By Andre Dignelli
When I was younger, my mentor Judy Richter used to say to me: We mistake quantity for quality. At the time, I didn’t understand what she meant by that. I heard it, but I didn’t really absorb it. It was not until later in my career when I really understood what she was trying to say.
At Heritage, my team sits down at the end of the year/beginning of a new show year with each of our students and their families, where we’re saying, ‘Where do want to be a year from now?’ You have to have goals, some long-term and some short-term, and you have to create a show schedule that allows you to successfully—or what you hope is successfully—achieve those goals. You’re picking out shows that either have an atmosphere or a venue of some similarity to the championship event you’re trying to go; are close to home; or offer classes that you think you may need—or a combination of these factors. At the start of the year, that’s what we are doing at Heritage. We try to create a roadmap for each and every customer that will allow them to feel like they can reach these goals—or exceed them. We’re not showing just to show.
Because what I’ve found is that we’ve become a little bit of a society where when we’re not showing, we’re not practicing. When you’re not showing, it is not the moment to disappear or to take your foot off the gas. If I go to big event, and I don’t receive the results I was looking for, I come home and have to reassess: Do I have the right horses? Is this the right program? Am I teaching the tools that are needed to get the results? I take a look at myself and say, ‘That didn’t go the way I wanted.’ I hate that feeling, and I immediately think about what I can do to make that change.
That’s sort of the overachiever in me and the underdog mentality that is still ingrained in my own mind. It’s that fear of failing. I was that kid that didn’t want to go to school without doing my homework, and today I don’t want to go to a show without doing my homework. The kids I most admire are the kids that are telling their parents, ‘I don’t want to go on vacation. I don’t want to miss a day of riding.’ I don’t want to go to an event unprepared, and I love hearing that in Division 1 athletics, if you don’t go to practice, you don’t play. That’s the mindset we should be instilling.
To that note, I think it’s very important, and I’ve always said this, that you identify: Are you in this for sport? For recreation? Or somewhere in between? You need to be very honest with yourself about where you fit into that spectrum.
The sport is bigger than ever, which is a great, healthy thing. I think we’re of the mindset that, if you’re fortunate enough and can have enough horses, you don’t have to stop showing. The problem is, there’s only a certain amount of learning that is happening when you’re just competing. The art of learning how to compete is indeed an art: There’s an atmosphere, there are pressures, there are times allowed, and there are demands that come with showing that you can’t replicate. But it’s impossible to hone the skills for you and your horse over a single schooling fence in what has become an increasingly smaller schooling area.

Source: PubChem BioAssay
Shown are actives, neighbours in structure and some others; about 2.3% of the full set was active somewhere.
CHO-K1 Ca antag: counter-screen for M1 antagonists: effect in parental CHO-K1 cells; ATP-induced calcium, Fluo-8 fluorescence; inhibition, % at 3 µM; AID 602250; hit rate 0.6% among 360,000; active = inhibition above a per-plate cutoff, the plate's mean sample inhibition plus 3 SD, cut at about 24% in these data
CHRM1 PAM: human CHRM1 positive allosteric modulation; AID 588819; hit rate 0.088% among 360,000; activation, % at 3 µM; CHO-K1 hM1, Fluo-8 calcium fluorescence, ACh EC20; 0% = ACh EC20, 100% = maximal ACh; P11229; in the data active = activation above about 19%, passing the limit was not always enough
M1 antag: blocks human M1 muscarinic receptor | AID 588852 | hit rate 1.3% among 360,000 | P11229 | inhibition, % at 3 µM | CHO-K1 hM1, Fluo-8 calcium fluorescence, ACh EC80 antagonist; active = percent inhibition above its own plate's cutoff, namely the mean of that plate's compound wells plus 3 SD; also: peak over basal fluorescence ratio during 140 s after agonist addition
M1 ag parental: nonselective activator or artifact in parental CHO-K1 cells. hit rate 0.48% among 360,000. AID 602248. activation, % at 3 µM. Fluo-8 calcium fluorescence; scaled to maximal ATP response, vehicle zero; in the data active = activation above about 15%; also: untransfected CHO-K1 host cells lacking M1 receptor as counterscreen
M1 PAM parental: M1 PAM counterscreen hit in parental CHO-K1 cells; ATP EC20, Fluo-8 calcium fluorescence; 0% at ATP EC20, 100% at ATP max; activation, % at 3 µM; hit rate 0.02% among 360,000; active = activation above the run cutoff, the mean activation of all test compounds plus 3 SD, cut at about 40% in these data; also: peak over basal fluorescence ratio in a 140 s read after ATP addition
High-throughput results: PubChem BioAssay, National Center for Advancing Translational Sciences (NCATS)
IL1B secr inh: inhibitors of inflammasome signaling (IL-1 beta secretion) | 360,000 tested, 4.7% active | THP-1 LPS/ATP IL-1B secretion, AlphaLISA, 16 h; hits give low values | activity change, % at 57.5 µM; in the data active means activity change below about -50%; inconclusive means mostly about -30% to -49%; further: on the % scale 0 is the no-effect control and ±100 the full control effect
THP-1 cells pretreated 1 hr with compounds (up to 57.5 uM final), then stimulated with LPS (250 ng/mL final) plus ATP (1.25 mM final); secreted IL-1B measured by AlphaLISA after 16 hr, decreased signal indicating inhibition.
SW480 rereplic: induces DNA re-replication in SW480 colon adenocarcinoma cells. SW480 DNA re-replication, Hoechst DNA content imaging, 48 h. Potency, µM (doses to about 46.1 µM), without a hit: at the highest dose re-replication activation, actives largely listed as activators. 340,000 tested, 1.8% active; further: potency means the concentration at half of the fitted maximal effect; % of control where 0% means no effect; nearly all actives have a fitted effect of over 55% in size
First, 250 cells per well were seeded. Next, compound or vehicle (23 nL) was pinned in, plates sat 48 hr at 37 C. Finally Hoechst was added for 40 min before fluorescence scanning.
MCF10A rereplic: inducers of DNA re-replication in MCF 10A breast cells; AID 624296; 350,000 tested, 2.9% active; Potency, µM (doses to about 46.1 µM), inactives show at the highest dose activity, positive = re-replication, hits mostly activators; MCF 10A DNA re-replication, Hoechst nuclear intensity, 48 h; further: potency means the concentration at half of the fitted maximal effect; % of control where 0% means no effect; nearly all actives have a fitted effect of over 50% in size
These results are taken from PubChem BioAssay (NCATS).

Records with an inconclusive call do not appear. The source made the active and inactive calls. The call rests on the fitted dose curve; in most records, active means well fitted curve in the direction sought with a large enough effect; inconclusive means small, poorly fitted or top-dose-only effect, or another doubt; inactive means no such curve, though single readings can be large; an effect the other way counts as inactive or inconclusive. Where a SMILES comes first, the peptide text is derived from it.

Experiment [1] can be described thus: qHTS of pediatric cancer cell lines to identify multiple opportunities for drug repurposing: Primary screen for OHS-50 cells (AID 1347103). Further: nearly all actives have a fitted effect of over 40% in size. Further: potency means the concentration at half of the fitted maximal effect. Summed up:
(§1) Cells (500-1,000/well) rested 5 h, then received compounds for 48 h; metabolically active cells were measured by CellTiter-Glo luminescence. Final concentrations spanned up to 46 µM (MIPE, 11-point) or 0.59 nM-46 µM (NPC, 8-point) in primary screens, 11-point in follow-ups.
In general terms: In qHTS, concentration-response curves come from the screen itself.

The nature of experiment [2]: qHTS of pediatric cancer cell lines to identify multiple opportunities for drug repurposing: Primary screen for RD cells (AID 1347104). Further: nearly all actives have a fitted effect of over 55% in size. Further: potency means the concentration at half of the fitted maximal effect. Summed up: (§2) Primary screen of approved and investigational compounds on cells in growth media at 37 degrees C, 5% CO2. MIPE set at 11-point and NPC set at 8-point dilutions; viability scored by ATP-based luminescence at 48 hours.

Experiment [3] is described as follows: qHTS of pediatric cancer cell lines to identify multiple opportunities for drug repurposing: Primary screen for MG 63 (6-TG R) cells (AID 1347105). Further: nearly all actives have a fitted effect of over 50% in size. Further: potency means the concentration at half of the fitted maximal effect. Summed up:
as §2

There is no training happening there; you’re doing a quick warm-up to get ready for an event. In fact, that’s the opposite of training. It’s no different from running a marathon without jogging every day. We treat ourselves as athletes, just as we treat horses like athletes. That means, there is a need for downtime, for rest, for breaks, both physically and mentally. The learning begins at home— the classroom—and we have to get back to that. We’re developing horses, developing riders, developing horsemen.
Being home is an opportunity for kids or adults to interact with their horses and to ride them when they are not perfectly prepared. It’s the few times that we get to ride when we’re not in a rush. I think people will find that by showing less, their results will be better. Their horses will be sounder and happier. You’ll spend less money and get more for it, because you’ll show less often and have greater reward when you do. Then, showing will come back to meaning something instead of just being about going to the next event.
I believe in having a minimum of two weeks off between shows; I believe in a let-down and build back up process. I don’t like to show a horse more than two weeks in a row. I know that when I created that formula, which started years ago, even with the winter circuit, it was frowned upon. People said, ‘How are you going to pull that off?’ I think people have learned that it works and it’s the right way to do it. I’ve had to stand my ground many times, but horses are not machines. We have to look after them a certain way. Even when you do have the resources, it’s not as easy to find another wonder horse as you might think.
You can also go to the show and not show. Always be mindful that there are free lessons all around us. Watch the schooling area, watch what people do, watch people show, watch people give lessons. If you have one horse or don’t have a horse and want to keep learning, watch lessons being taught, and observe what’s happening. You can learn just by being around it. You don’t have to show every week.
Andre Dignelli is the owner and head trainer at Heritage Farm, a New York based institution that has produced national hunter, jumper and equitation champions for nearly three decades. In his junior years, he won the 1985 USET finals and later went on to win the bronze medal at the 1991 Pan Am Games. Since then, Andre has coached numerous equitation, hunter and jumper champions at the nation’s top shows. His program has helped develop top riders including Kent Farrington, Kirsten Coe, Maggie McAlary, Reed Kessler, Lillie Keenan and many others. Follow Heritage at @HeritageFarm.
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